The following three hypotheses were therefore formulated. H1, self-reported KOA symptoms (i.e., pain and stiffness) and physical fitness will improve more in the self-management and exercise group than in the control group; H2, self-management skills and self-efficacy will improve more in the self-management and exercise group than in the control group; and H3, health-related quality of life, physical activity levels and coping strategies will improve more in the self-management and exercise group.

Methods and design

Study design

The PLE2NO is a single-blinded, randomized controlled trial with a three-month duration and a six-month follow-up. The participants will be individually randomly assigned to one of two groups: (1) a self-management and exercise group or (2) an educational control group. Both groups will receive supplementation (CS and GlcN-S). Figure 1 provides a flowchart of the PLE2NO design. It will not be possible to blind the participants because of the nature of the intervention. However, the assessors will be blinded to group allocation.
Fig. 1
Fig. 1

The PLE2NO flowchart

Sample size

The sample size was calculated based on the primary outcome (self-reported pain). The analysis were done by the program GPower 3.1 [67], based on a priori analysis with ANCOVA, using one covariate and two groups with 80 % power at a 5 % significance. According to McKnight’s study [68], a combined strength training and a self-management program, we fixed the effect size on 0.35 and determined we needed a total sample size of 67. Considering a possible dropout of 20 %, we aimed to recruit 80 subjects and allocated 40 subjects per group.

Participants and procedures

The recruitment and selection processes will be performed using the following eligibility criteria: (1) an age of 60 years old or older, (2) bilateral or unilateral KOA diagnosed according to the clinical and radiological criteria of the American College of Rheumatology (ACR) [69], and (3) participants who are independently mobile and literate. The exclusion criteria will be the following: (1) involvement in another intervention program (exercise, education or physical therapy), (2) the prior use of supplements (chondroitin and/or glucosamine sulfate) for at least three months, and (3) other pathologies (e.g., cardiovascular, respiratory, and musculoskeletal pathologies and cancer) that prevent the practice of physical exercise, (4) a mental/psychological state that hinders understanding the program, (5) surgery for knee replacement or a plan to undergo surgery to place a prosthesis within the next eight months, (6) an allergy to shellfish or another component of the supplements, and (7) administration (injections) of corticosteroids or hyaluronic acid in the last 6 months.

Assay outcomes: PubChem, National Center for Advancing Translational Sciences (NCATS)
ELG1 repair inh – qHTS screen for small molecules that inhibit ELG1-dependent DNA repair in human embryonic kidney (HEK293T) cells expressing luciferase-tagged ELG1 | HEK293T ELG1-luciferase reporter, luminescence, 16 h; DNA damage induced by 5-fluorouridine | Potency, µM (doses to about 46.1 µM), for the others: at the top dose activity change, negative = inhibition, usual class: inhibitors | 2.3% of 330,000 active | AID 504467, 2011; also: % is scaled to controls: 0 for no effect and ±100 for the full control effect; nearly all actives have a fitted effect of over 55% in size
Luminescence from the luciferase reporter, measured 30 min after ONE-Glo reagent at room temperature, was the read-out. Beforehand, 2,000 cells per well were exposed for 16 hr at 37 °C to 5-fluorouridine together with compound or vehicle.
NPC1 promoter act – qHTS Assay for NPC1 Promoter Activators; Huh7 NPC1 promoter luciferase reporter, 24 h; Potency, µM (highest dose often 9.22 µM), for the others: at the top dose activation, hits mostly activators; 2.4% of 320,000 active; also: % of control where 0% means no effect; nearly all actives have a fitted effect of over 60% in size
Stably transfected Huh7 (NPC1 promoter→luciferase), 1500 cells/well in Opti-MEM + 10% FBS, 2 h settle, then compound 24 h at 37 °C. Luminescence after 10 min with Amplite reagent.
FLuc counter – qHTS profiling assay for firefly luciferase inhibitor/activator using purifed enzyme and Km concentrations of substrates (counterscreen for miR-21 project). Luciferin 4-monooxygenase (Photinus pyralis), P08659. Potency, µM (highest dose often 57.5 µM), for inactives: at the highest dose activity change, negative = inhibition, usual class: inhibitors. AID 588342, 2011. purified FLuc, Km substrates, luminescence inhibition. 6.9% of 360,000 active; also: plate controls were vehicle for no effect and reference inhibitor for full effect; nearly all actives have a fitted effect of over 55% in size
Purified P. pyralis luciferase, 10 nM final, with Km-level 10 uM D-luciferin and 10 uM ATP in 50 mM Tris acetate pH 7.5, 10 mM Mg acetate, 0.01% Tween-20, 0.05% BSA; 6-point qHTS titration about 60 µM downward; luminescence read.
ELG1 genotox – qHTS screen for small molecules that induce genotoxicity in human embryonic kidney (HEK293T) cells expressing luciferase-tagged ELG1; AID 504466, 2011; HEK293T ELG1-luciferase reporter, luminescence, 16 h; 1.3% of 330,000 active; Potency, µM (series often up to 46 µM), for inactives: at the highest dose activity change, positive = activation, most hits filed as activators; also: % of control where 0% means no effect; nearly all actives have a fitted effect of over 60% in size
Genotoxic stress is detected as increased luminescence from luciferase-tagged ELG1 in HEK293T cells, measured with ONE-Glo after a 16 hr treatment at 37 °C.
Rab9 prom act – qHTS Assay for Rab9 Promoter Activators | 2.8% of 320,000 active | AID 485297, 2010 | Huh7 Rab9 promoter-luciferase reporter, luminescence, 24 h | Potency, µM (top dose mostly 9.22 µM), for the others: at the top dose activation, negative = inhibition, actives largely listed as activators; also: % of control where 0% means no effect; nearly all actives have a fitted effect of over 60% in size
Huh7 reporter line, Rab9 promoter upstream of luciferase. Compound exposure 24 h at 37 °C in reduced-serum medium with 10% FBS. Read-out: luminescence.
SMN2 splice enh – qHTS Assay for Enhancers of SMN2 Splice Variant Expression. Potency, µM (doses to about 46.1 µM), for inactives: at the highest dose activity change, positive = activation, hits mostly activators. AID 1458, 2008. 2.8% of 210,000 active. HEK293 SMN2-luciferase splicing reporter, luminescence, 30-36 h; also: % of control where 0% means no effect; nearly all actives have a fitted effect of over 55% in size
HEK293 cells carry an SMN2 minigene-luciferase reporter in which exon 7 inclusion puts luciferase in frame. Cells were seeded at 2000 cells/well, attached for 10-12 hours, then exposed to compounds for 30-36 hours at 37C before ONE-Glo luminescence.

To avoid convenience sampling, the participants will be recruited from the Lisbon area, and different marketing strategies will be used to advertise and publicize the PLE2NO program. Social networks, newspapers, magazines, contacts with senior universities, health centers, churches and community centers, and the site of the Portuguese League Against Rheumatic Disease will be the main channels used for PLE2NO announcements.

All individuals interested in participating will be invited to an awareness session in which the details of the program will be explained, and the patients will complete an eligibility questionnaire, which is necessary to acquire more detailed information, including whether they have any allergies to components in the supplements. As many sessions as necessary will be performed until the expected sample size is attained. Anyone who is interested and fulfills the eligibility criteria will receive a request for an x-ray examination. The exam requests will be referred to a rheumatologist who will make the final diagnosis according to the ACR clinical and radiological criteria. This is a more specific diagnosis (86 %) than a simple clinical diagnosis (69 %) [70]. If the subject is found to be positive for KOA, he or she will be invited to a second interview during which consent will be obtained.

The randomization process will be performed on the baseline assessment day by the research team leader. The randomization sequence will be a 1:1 allocation to the two treatment arms.

Interventions

The active treatment group will engage in self-management and exercise (SMEG), and the control group will engage in patient education (EG) only. The SMEG patients will receive a combination program including self-management and exercise that will be delivered on the same days twice per week. Each session will last 90 min. The first 30 min will be allocated for self-management, and the remaining 60 min will be used for exercise. The program will be offered in a group format that encourages interaction and socialization, which can help to counteract feelings of depression and isolation. To avoid any conflict of interest and because we believe that it will help support the participants’ adherence, maintenance and pain control, all participants will receive a supplement that consists of a combination of two main substances: 1500 mg of glucosamine sulfate and 1200 mg of chondroitin sulfate, in addition to two secondary substances: 100 mg of Harpagophytum extract and 10 mg of hyaluronic acid. The recommendation is to use two packets per day. The participants themselves will have to complete daily sheets that request information regarding pain levels that are assessed on a visual numeric pain scale [71] and a bi-daily supplementation diary. All participants will be covered by personal accident insurance.